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Even the fortunes of very rich people are dwarfed by the incomprehensible wealth of the 0.0001%.
These people may see themselves as fabulously rich, and often oppose policies aimed at reducing inequality.
But many have not fully grasped the enormous gulf between themselves and the super rich.
We can have a world in which wealthy people exist, without handing nearly all money to the super rich.
No single human needs or deserves this much wealth.
A trillion dollars is such a large figure, that you might as well say "eleventy gajillion zillion dollars." So in this section, we will try to understand the scale of this figure by looking at what could be accomplished with various chunks of this wealth.
As we proceed, try to keep in mind: all of this wealth is controlled by a group so small, that they could fit on a single 747 airplane—with 260 seats left over.
As of this writing, testing in the United States falls far short of what is needed to re-open the economy. By some estimates, sufficiently ramping up testing to around 30 million tests per week would cost around $100 billion total, or about 2.8% of the wealth currently controlled by the 400 richest Americans.
Malaria is one of the worst infectious diseases ever visited on mankind, possibly killing more people than any other infectious disease in history. In the 20th century alone, malaria killed more people than the Black Death.
Coronavirus has shown us all the horrors of living with a deadly disease. Sadly, for much of the world, this horror was a constant feature of daily life even before coronavirus.
All of these deaths are preventable. Treating and preventing malaria is a well understood science, universally practiced in the developed world.
It is estimated that malaria could be globally eradicated by 2030 for a cost around $1.84 per at-risk person per year, or around $100 billion total. This would be around 2.8% of the wealth currently possessed by the 400 richest Americans.
Around 800 children will die of malaria today. A small group of super rich people could stop it for a sum of money so small that they would likely never even notice its absence. But they choose not to.
The recent coronavirus stimulus was the largest ever passed by Congress. It was financed entirely through deficit spending, which will be repaid by taxpayers for generations. The burden of repaying this debt could be erased in an instant with a tax on the super rich so small that they would not even feel it.
The wealth of 400 Americans could have financed the entire CARES act, including the corporate bailouts, expanded unemployment, and expanded testing—with a trillion and a half left over.
Instead, the American tax payer will be stuck with the bill.
Every single person in America could be lifted above the poverty line with a one-time cash subsidy of around $10,000 per impoverished family (and about $7,000 for impoverished individuals). The total cost would be $170 billion, a little under 5% of the wealth currently controlled by 400 individuals.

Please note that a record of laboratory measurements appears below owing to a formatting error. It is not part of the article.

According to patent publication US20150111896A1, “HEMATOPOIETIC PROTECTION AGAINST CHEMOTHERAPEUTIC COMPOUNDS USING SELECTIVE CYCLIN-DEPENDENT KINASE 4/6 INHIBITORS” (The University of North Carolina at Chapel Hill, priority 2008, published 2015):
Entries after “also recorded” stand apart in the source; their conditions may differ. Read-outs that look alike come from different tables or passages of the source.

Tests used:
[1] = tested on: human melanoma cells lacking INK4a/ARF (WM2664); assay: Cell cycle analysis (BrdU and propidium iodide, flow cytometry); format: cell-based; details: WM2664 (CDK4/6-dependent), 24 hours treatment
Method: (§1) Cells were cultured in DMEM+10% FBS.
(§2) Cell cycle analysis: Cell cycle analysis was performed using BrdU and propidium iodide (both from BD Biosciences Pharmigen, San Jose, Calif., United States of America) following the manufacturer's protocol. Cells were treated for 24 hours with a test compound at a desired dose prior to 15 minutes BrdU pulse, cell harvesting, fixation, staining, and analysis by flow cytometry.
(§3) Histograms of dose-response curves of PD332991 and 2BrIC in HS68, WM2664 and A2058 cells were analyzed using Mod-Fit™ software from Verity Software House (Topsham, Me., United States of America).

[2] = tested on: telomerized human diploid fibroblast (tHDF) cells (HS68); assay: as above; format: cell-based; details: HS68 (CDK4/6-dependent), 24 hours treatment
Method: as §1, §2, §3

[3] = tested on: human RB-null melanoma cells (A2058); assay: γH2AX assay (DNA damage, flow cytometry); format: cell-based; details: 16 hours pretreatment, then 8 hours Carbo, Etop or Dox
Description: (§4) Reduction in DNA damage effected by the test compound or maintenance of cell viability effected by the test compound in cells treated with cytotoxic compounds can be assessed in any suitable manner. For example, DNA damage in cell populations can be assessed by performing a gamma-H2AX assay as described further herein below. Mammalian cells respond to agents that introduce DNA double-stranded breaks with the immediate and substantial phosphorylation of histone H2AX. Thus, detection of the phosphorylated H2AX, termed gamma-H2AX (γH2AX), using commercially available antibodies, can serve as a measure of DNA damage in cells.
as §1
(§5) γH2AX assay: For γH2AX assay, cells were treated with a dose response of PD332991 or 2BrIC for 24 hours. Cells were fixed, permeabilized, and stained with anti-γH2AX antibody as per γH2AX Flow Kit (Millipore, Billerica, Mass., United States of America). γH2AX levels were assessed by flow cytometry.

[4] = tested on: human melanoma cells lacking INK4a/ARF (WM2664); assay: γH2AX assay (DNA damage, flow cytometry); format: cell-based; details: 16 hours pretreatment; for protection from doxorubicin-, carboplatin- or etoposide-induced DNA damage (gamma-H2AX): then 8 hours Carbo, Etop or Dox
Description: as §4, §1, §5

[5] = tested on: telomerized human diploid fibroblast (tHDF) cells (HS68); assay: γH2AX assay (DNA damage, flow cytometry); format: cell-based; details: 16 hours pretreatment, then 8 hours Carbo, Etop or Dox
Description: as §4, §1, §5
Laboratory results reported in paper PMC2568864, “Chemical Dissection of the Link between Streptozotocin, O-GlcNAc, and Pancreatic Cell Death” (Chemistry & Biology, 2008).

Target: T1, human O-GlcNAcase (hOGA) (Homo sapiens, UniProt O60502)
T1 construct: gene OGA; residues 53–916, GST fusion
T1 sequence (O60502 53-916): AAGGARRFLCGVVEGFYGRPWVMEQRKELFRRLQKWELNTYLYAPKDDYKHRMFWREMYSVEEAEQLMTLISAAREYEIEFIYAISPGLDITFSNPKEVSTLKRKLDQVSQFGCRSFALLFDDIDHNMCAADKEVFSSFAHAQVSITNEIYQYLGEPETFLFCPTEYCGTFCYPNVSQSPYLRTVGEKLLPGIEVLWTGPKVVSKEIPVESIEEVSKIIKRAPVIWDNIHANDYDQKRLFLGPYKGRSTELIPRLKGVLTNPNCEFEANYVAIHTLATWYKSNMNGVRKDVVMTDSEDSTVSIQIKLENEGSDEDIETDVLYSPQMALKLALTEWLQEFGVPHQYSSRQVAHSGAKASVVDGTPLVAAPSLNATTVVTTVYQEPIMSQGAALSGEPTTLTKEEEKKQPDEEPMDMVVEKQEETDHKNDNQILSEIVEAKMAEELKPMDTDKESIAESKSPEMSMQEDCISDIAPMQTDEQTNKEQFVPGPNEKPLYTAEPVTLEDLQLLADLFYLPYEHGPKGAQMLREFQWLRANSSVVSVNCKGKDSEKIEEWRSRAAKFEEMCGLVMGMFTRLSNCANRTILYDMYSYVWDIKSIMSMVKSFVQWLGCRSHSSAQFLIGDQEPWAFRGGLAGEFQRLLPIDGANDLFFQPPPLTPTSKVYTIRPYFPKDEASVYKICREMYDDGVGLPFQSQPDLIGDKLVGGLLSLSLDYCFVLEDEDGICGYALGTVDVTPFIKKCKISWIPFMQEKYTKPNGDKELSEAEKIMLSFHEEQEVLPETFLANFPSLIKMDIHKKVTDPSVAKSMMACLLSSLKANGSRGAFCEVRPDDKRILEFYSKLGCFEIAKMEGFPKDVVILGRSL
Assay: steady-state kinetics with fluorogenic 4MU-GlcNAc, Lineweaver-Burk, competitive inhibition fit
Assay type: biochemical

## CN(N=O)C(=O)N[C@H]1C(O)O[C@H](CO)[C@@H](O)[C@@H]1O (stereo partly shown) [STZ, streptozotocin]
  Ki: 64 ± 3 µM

It may seem counter intuitive that a one-time subsidy could have any lasting impact on chronic poverty. But one of the surprising truths about poverty is that it's fluid. Americans move in and out of poverty many times throughout their lives, and one good year can have a massive and long lasting effect.
A wealth of data now supports the idea that one-time cash transfers can permanently transform a local economy. Given a sudden windfall, people invest in their future. They go back to school, obtain transportation, pay for childcare, pay down debilitating debts, and do any number of things to improve their career prospects and financial future.
In the US, for all of the people that escape poverty in any given year, about half stay out of poverty for at least five years afterwards. About a third are still out of poverty ten years later.
This would not be a permanent fix for all Americans. Surely, some would quickly return to poverty, and others face debts so large that the subsidy would make little difference. But for tens of millions of Americans, this would be a life changing event. It would be a generation defining social program that reshapes our economy for decades to come.
In 2018, the combined federal tax revenue among all US households earning under $80,000 per year was around $200 billion. This money—taken entirely from poor and middle class Americans—could be returned for a tiny fraction of the wealth controlled by the .0001%.
Around 844 million people have no access to clean water of any kind. About the same number have no access to a toilet or latrine of any kind, and therefore defecate in the open.
Contaminated water is a major source of disease, including cholera, dysentery, and typhoid. It is estimated that contaminated water kills about 829,000 people every year, making it one of the world's biggest killers. The cost to provide clean water and waste disposal for everyone on earth would be about $240 billion, or 6.8% of the wealth controlled by the 400 richest Americans.
As Americans debate how and when to open the economy after coronavirus, we are frequently presented with a seemingly impossible choice between risking millions of lives and sliding into a great depression through a continued lockdown. This is a repugnant lie.
The money to weather this storm while maintaining quarantine exists, it's just a matter of finding the political will to take it.